Ask Yourself These 4 Questions If You Allow User-Generated Content on Your Platform
Today, user-generated content like chat, private messaging, comments, images, and videos are all must-haves in an overstuffed market where user retention is critical to long-term success. Users love to share, and nothing draws a crowd like a crowd — and a crowd of happy, loyal, and welcoming users will always bring in more happy, loyal, and welcoming users.
But as we’ve seen all too often, there is risk involved when you have social features on your platform. You run the risk of users posting offensive content – like hate speech, NSFW images, and harassment – which can cause serious damage to your brand’s reputation.
That’s why understanding the risks when adding social features to your product are also critical to long-term success.
Here are four questions to consider when it comes to user-generated content on your platform.
1. How much risk is my brand willing to accept?
Every brand is different. Community demographic will usually be a major factor in determining your risk tolerance.
Communities with under-13 users in the US have to be COPPA compliant, so preventing them from sharing PII (personally identifiable information) is essential. Edtech platforms should be CIPA and FERPA compliant.
If your users are teens and 18+, you might be less risk-averse, but will still need to define your tolerance for high-risk content.
Consider your brand’s tone and history. Review your corporate guidelines to understand what your brand stands for. This is a great opportunity to define exactly what kind of an online community you want to create.
2. What type of high-risk content is most dangerous to my brand?
Try this exercise: Imagine that just one pornographic post was shared on your platform. How would it affect the brand? How would your audience react? How would your executive team respond? What would happen if the media/press found out?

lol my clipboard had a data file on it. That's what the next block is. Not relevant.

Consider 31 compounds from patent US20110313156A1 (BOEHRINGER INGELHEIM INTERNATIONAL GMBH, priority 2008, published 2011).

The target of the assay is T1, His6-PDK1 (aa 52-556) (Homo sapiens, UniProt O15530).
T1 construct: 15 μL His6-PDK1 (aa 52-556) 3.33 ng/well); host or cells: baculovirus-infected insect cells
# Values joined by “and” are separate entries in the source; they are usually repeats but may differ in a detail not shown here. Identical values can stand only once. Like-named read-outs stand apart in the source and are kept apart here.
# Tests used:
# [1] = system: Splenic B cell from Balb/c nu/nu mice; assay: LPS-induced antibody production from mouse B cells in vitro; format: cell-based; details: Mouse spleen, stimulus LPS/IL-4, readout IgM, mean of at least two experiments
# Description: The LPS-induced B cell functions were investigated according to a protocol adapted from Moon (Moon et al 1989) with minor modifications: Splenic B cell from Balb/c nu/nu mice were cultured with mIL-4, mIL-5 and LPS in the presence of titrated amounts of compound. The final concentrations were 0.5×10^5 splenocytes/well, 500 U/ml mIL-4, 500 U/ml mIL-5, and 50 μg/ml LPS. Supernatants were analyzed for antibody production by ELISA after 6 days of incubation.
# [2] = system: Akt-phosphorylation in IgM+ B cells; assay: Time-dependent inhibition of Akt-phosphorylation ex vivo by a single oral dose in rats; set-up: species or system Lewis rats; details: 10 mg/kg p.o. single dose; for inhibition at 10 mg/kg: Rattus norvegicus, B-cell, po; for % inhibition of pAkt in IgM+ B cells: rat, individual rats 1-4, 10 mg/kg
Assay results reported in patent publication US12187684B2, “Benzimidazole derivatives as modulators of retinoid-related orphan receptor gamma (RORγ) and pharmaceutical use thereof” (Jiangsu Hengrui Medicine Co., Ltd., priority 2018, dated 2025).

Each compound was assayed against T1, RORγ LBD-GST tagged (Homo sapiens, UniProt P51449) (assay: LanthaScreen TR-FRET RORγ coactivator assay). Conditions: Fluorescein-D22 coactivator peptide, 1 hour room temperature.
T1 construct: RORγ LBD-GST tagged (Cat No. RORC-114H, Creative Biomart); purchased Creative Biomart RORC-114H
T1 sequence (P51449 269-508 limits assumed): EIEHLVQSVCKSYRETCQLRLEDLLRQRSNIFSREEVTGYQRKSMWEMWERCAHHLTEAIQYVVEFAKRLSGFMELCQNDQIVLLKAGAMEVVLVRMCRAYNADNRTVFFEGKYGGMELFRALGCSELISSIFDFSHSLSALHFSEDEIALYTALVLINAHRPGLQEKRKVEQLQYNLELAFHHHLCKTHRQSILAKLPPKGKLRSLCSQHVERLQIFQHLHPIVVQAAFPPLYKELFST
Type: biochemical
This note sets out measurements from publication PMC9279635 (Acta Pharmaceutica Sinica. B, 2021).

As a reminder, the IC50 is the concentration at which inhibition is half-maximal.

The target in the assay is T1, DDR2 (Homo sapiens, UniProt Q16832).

What about hate speech? Sexual harassment? What is your brand’s definition of abuse or harassment? The better you can define these often vague terms, the better you will understand what kind of content you need to moderate.
3. How will I communicate my expectations to the community?
Don’t expect your users to automatically know what is and isn’t acceptable on your platform. Post your community guidelines where users can see them. And make sure users have to agree to your guidelines before they can post.
4. What content moderation tools and strategies can I leverage to protect my community?
We recommend taking a proactive instead of a reactive approach to managing risk and protecting your community. That means finding the right blend of pre- and post-moderation for your platform, while also using a mixture of automated artificial intelligence with real human moderation.
On top of these techniques, there are also different tools you can use to take a proactive approach, including in-house filters (read about the build internally vs buy externally debate), or content moderation solutions like Two Hat’s Community Sift (learn about the difference between a simple profanity filter and a content moderation tool).
While social features may be inherently risky, remember that they’re also inherently beneficial to your brand and your users. Whether you’re creating a new social platform or adding chat and images to your existing product, nothing engages and delights users more than being part of a positive and healthy online community.
And if you’re not sure where to start – we have good news. Two Hat is currently offering a no-cost, no-obligation community audit. Our team of industry experts will examine your community, locate high-risk areas, and identify how we can help solve any moderation challenges.
It’s a unique opportunity to sit down with our Director of Community Trust & Safety to see how you can mitigate risk in your community.